For everyone who is not in Moscow, you probably have heard headlines over the past few days about the protests taking place here. Last Sunday, Duma (Parliamentarian) elections were held. United Russia, the ruling party that has been in power for the past decade lost a large number of seats, but there were also dozens of allegations of unfair voting practices throughout the country. Among other stories were accounts of people being paid pork and vodka to vote or being driven around to multiple voting stations to vote more than once (Chicago style). Starting on Monday, people began to protest electoral fraud. Some of these protests resulted in arrests, with the leader of one of the opposition groups ending up in jail with a 15-day sentence.
However, on Saturday a permit was given for a 30,000 people rally. It was the first time since the early 90’s that a rally of this size was permitted. Leading up to the rally there were fears of mass arrests. According to the New York Times,
“the authorities have granted permission for a demonstration of up to 30,000 people on Saturday, a decision that by all accounts is unparalleled in Mr. Putin’s 12-year reign. But they are also taking measures meant to discourage attendance. In one such attempt, Russia’s chief public health official, Gennady Onishchenko, warned on Friday that protesters risked getting sick. ‘Given the heightened rate of illness now observed, mass gatherings of people on the street could promote the transmission of respiratory infections,’ he said, according to the Ria Novosti news agency. An anonymous law enforcement source also told the Interfax news agency that officers would be looking for draft dodgers at the protest. Moscow’s department of education sent out a directive on Friday requiring students in grades 9 through 11 to report for a mandatory Russian exam on Saturday during the time of the protest. After the test, ‘headmasters will conduct an extra class with students about the rules of safe behavior in the city,’ said the directive, which was published by several Russian news agencies.”
Michael and I were hesitant to go see what was going on for a few reasons. First and foremost, we are not citizens of Russia and wanted to only observe what was going on. Second, 50,000 police officers were deployed and there were concerns about violence. The rally was sponsored by a conglomeration of groups ranging from left-leaning political parties to right-wing nationalists. The nationalists have provoked racial violence in the past. Lastly, as mentioned before, a rally of this size has not taken place in over 20 years in Russia. No one knew what to expect or if mass arrests would take place.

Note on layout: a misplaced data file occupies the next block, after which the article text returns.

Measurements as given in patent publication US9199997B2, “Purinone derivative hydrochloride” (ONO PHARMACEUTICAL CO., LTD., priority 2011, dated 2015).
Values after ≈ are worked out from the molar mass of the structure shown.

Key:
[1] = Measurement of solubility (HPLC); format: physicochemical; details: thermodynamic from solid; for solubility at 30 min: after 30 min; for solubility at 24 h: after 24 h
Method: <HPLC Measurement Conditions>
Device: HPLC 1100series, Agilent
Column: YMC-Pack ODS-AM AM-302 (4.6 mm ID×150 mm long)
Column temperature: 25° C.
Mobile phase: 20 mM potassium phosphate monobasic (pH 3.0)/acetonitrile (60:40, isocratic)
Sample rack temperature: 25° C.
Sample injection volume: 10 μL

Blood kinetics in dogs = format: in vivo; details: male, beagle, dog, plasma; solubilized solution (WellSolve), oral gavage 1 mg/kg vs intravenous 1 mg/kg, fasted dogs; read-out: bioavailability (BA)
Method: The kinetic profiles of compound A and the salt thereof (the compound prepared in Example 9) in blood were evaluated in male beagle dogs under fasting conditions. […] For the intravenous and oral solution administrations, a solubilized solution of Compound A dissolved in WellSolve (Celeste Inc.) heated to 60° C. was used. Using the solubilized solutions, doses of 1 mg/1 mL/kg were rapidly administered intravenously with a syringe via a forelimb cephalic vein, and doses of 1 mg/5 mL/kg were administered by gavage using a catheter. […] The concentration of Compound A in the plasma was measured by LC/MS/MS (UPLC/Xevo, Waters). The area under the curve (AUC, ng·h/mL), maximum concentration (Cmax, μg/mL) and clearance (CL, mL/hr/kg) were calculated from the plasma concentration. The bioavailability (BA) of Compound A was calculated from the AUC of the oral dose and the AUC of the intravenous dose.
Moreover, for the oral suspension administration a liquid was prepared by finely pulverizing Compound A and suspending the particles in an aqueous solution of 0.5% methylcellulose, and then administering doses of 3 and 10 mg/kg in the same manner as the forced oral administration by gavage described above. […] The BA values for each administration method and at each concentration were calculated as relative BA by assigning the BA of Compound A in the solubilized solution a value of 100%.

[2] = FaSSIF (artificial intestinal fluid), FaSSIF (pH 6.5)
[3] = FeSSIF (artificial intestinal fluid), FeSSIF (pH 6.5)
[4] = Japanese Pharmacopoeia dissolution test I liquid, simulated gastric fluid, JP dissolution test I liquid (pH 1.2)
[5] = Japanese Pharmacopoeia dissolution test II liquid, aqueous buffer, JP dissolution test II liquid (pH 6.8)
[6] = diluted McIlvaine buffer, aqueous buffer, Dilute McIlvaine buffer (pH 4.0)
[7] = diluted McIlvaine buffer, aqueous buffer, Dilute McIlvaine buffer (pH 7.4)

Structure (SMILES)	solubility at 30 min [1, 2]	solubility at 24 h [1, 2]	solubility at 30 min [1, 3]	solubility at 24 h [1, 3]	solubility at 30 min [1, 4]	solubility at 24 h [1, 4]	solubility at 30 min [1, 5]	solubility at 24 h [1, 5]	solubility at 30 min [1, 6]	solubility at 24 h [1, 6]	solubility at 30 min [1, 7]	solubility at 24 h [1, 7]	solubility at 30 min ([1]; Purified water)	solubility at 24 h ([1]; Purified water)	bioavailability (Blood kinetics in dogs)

We decided to walk close and observe the scene. The rally was a 25 minute walk from our apartment and it was snowing most of the day. As we were on the other side of the river walking over, we could start to hear chants. They seemed to be anti-Putin chants. We also saw people walking away with white flowers and white ribbons, which have become a symbol of the protest. As we got close and passed through metal detectors, we saw it was a friendly, positive crowd. It was hard to see how many people were there, even from a bridge with a high view. Media estimates range from 35,000-100,000 participants. The crowd was composed of people mostly in their 20’s and 30’s. Everyone was very well behaved and you could feel the energy in the crowd. There were lots of flags of different political parties and home-made signs with statements about the current government or the perceived unfair elections. The sponsors of the protest have very little in common politically, except for their call for new elections. We were very far from the stage and it was very hard to make out any of the speeches, plus my Russian isn’t that great anyway!
I left feeling hopeful for Russians. Living here I have been struck by the lack of advocacy by the population on any issue. In America, there are lobbying organizations from foreign policy to animals. It is weird to live in a country where people don’t feel that they have a platform for their voice to be heard. However, on Saturday, there were tens of thousands of people who were out in good spirits hopeful for a better future for their country. It is still too early to see if anything will change, however, there is an atmosphere of change in the air.
You can see some pictures below of the crowds and some of the signs that people were holding.
From Russia with Love,